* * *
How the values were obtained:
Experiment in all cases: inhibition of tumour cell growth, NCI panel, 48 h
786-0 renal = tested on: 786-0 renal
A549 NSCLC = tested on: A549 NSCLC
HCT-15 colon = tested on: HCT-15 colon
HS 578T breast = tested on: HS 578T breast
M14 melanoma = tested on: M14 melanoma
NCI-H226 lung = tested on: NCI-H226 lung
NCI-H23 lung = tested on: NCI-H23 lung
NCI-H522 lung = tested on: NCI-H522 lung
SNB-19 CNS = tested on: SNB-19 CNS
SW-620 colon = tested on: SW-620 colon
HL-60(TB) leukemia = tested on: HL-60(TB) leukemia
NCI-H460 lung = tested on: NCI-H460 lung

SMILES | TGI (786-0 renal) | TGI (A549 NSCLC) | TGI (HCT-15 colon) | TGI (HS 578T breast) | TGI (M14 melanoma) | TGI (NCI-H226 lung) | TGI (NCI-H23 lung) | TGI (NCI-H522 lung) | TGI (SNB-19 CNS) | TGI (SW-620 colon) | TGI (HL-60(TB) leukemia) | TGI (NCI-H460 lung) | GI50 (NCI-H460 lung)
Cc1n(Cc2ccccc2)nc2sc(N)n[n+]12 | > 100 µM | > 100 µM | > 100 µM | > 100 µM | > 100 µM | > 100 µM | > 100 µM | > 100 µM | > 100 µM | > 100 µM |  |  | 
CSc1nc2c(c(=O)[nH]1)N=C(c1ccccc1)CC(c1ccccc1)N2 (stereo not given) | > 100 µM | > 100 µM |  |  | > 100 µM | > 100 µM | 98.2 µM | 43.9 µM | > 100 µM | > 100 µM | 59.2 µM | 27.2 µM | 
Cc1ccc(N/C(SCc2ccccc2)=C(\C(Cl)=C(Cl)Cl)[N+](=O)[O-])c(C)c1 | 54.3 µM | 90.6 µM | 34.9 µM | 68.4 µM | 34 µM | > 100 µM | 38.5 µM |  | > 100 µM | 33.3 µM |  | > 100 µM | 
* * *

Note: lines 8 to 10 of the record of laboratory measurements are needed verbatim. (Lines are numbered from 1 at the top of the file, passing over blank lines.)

NCI-H226 lung = tested on: NCI-H226 lung
NCI-H23 lung = tested on: NCI-H23 lung
NCI-H522 lung = tested on: NCI-H522 lung